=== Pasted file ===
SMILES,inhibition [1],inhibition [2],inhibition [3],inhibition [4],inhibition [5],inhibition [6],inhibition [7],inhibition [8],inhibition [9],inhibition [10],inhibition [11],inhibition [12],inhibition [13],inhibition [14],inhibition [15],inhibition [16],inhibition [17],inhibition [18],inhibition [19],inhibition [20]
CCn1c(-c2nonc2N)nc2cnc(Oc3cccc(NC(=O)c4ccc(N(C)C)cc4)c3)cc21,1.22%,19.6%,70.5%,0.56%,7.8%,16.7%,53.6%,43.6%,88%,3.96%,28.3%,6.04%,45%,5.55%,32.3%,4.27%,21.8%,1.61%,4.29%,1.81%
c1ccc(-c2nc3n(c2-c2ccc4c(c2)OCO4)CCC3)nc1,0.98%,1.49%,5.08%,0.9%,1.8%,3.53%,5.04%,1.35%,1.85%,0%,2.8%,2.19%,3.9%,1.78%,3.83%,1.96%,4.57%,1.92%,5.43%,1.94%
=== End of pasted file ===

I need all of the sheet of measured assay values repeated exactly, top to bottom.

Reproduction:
SMILES,inhibition [1],inhibition [2],inhibition [3],inhibition [4],inhibition [5],inhibition [6],inhibition [7],inhibition [8],inhibition [9],inhibition [10],inhibition [11],inhibition [12],inhibition [13],inhibition [14],inhibition [15],inhibition [16],inhibition [17],inhibition [18],inhibition [19],inhibition [20]
CCn1c(-c2nonc2N)nc2cnc(Oc3cccc(NC(=O)c4ccc(N(C)C)cc4)c3)cc21,1.22%,19.6%,70.5%,0.56%,7.8%,16.7%,53.6%,43.6%,88%,3.96%,28.3%,6.04%,45%,5.55%,32.3%,4.27%,21.8%,1.61%,4.29%,1.81%
c1ccc(-c2nc3n(c2-c2ccc4c(c2)OCO4)CCC3)nc1,0.98%,1.49%,5.08%,0.9%,1.8%,3.53%,5.04%,1.35%,1.85%,0%,2.8%,2.19%,3.9%,1.78%,3.83%,1.96%,4.57%,1.92%,5.43%,1.94%